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NYC mayoral hopefuls adjust to Weiner collapse

New York City mayoral hopeful Anthony Weiner leaves an apartment building on Park Avenue Tuesday, July 30, 2013, in New York. A poll of 446 likely Democratic voters shows Weiner trailing City Council Speaker Christine Quinn (27 percent), Public Advocate Bill de Blasio (21 percent) and ex-city comptroller Bill Thompson (20 percent). (AP Photo/Frank Franklin II)

New York City mayoral hopeful Anthony Weiner leaves an apartment building on Park Avenue Tuesday, July 30, 2013, in New York. A poll of 446 likely Democratic voters shows Weiner trailing City Council Speaker Christine Quinn (27 percent), Public Advocate Bill de Blasio (21 percent) and ex-city comptroller Bill Thompson (20 percent). (AP Photo/Frank Franklin II)

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NEW YORK (AP) — Mayoral hopeful Christine Quinn suddenly finds herself in demand on national political television talk shows, and they all want to ask her the same question: Should Anthony Weiner drop out of the race?

Quinn, the pugnacious City Council speaker who has now vaulted ahead of the former congressman in the wake of his latest sexting scandal, answers questions about her embattled rival the same way: She touts her own track record while carefully disparaging his “pattern of reckless behavior.”

But, unlike other Democratic rivals, Quinn has always stopped short of calling for Weiner to bow out. Truth is, she may not want him to go anywhere.

Weiner’s recent travails have ended up giving Quinn much more valuable media exposure, allowing her to portray herself as the “adult” in the race and contrast her leadership to her married rival’s sordid behavior. Staying in the race could make Weiner the perfect foil, observers say.

“The debacle that we’ve seen over the last week and a half now, is going to — could potentially — help Quinn if she’s able to embrace it,” New York University political communications professor Jeanne Zaino said Wednesday.

Quinn’s campaign has taken pains to contrast her legislative scorecard while ruling the City Council for seven years to Weiner’s thin track record in Congress, where in 12 years he passed only one bill.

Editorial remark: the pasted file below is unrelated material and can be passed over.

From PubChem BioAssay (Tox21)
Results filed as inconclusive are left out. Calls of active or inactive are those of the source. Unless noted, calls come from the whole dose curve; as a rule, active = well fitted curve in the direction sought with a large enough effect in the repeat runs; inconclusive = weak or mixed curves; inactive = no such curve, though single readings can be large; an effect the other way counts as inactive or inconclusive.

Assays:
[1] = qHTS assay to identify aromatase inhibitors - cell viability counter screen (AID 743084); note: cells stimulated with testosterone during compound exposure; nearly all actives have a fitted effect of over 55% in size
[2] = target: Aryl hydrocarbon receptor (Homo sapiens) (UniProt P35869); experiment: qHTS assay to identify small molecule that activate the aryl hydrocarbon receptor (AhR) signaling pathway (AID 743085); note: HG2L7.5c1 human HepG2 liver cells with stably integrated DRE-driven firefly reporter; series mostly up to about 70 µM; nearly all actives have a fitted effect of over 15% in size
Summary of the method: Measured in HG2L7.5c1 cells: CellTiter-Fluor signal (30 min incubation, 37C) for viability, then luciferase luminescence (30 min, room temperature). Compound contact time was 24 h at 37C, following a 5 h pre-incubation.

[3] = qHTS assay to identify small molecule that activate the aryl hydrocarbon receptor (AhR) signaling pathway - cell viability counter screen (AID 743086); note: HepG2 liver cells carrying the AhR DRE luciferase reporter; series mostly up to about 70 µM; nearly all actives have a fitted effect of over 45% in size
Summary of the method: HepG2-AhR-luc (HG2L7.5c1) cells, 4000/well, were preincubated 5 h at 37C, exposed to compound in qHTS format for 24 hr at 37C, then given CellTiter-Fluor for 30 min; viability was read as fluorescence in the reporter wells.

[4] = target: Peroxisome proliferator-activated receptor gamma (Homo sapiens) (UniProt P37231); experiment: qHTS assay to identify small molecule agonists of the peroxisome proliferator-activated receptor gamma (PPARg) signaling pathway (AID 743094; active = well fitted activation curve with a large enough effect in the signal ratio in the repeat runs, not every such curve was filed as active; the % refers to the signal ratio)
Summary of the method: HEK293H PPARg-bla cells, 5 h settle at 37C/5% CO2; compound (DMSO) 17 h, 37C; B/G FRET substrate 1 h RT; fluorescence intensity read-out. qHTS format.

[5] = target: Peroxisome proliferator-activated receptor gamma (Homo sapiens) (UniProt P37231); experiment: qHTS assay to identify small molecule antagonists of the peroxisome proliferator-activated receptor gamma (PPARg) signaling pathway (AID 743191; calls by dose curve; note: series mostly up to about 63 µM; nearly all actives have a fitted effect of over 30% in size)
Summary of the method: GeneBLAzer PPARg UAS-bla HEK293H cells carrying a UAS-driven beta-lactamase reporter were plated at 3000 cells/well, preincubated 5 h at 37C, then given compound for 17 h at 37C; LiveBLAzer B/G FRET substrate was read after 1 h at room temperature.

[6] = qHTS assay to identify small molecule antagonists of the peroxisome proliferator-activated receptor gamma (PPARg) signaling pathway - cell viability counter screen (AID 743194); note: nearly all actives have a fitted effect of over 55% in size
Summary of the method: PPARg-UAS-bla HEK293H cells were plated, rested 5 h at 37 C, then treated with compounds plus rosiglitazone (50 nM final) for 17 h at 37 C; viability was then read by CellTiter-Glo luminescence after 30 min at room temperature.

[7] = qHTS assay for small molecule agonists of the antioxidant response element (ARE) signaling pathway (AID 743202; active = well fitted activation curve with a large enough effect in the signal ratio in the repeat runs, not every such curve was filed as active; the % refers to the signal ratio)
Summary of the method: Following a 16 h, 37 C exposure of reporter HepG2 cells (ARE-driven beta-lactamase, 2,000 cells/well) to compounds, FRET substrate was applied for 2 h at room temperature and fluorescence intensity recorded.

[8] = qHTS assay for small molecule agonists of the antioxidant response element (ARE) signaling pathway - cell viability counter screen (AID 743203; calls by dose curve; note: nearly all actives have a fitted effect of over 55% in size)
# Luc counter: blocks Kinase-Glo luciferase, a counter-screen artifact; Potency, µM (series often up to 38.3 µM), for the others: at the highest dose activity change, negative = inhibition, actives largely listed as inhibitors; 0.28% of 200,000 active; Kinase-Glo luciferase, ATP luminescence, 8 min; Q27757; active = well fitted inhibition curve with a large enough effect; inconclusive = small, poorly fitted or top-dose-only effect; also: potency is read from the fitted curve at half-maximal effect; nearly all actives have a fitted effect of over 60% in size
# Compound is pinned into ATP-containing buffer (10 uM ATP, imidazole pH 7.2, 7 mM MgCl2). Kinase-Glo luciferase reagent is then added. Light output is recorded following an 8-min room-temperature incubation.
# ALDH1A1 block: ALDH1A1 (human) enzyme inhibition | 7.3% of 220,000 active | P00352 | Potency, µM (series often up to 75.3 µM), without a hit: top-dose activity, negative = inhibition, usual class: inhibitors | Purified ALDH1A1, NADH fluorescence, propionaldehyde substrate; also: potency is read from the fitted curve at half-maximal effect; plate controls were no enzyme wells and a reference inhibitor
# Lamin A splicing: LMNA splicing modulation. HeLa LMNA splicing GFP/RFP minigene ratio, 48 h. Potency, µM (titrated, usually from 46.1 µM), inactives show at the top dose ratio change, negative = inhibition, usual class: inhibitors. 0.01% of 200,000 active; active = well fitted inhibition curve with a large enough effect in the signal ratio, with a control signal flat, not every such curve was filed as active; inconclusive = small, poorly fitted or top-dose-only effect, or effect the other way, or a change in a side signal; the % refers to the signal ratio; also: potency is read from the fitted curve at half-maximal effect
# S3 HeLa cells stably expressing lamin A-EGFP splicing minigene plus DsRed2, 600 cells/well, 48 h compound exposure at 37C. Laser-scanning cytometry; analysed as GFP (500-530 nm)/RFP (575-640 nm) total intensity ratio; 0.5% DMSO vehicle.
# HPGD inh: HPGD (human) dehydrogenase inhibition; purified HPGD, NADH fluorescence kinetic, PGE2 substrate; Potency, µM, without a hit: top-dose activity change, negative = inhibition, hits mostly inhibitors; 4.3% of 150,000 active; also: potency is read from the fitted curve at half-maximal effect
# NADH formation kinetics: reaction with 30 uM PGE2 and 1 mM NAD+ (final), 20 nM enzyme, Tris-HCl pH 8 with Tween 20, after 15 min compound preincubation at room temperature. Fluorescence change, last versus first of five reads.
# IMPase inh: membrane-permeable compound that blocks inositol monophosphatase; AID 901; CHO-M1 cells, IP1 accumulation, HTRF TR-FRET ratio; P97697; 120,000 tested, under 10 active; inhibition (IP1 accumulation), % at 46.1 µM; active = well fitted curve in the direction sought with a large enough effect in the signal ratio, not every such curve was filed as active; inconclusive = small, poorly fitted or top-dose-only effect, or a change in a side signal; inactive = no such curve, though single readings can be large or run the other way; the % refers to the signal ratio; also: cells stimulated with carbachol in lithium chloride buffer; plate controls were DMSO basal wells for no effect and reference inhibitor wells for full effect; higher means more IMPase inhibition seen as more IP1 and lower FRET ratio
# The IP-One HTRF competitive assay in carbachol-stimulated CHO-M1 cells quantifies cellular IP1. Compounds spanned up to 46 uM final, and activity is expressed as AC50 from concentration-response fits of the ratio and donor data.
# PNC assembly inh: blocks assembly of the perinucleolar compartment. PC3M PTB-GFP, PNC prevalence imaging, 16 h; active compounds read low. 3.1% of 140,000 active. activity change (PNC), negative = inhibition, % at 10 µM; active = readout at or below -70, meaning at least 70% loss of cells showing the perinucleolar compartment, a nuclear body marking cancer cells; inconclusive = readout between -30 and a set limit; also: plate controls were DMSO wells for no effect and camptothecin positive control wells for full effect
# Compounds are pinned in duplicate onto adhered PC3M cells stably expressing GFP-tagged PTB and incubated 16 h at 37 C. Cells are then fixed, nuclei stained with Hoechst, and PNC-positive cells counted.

And political experts love Quinn’s chances against Weiner if they are the two candidates to make it into a runoff, which could happen if no one achieves 40 percent of the vote in the Sept. 10 primary.

“That’s the matchup she wants,” said Doug Muzzio, political science professor at Baruch College. “Her strengths look the best against him, especially since he has again revealed himself to be a self-destructive candidate.”

The potential benefits for Quinn if Weiner drops out are more difficult to discern since there’s little overlap in their pools of voter support. A Quinnipiac College poll released this week shows Quinn’s support rising only from 27 percent to 30 percent of likely Democratic voters if Weiner drops out.

That poll, which surveyed 446 likely voters, had Quinn followed by Public Advocate Bill de Blasio at 21 percent, ex-city comptroller Bill Thompson at 20 percent and Weiner at 16 percent.

Quinn, who’s looking to become the city’s first female and openly gay mayor, has continued a brisk campaign schedule in the wake of the latest Weiner revelations. She’s trotted out the support of women’s groups and unveiled her first TV ad just a week before the scandal broke.

The final line of the 30-second ad is a clear shot at Weiner, who talks incessantly about the middle class.

“I’m Christine Quinn,” she says. “While others talk about fighting for the middle class, I’ve been doing it.”

Quinn’s resurgence has come as Weiner’s campaign has been besieged by questions from the media and voters about exchanging sexually explicit messages with women online even after that behavior forced him from Congress.

The latest negative headlines came Wednesday, when Weiner’s chief spokeswoman was forced to apologize for an expletive-laced tirade aimed at a former intern who wrote an unflattering first-person article about her experience working on Weiner’s campaign.

In a stark contrast to Quinn, de Blasio and Thompson have forcefully called for the scandal-scarred candidate to bow out. Neither candidate had climbed higher than third in any poll before Weiner was revealed to have continued sending illicit messages even after he resigned from Congress in 2011.

Political analysts say de Blaiso was most hurt by Weiner’s earlier success, since the two men cut a similar political persona: progressive, feisty, with their base of support found in the boroughs outside Manhattan. De Blasio’s second-place showing in this week’s Quinnipiac poll is by far his strongest in the race so far.

Thompson, the race’s only black candidate, also would appear to benefit from Weiner’s departure.

Thompson’s team has spoken openly of its hope to win decisively among black voters, yet Weiner has remained the most popular candidate among them. Weiner pulled in 24 percent of black voters in the Quinnipiac poll, and Thompson would seem poised to grab more of them than de Blasio or Quinn.

Weiner has vowed to stay in the race to succeed independent Mayor Michael Bloomberg.

Associated Press


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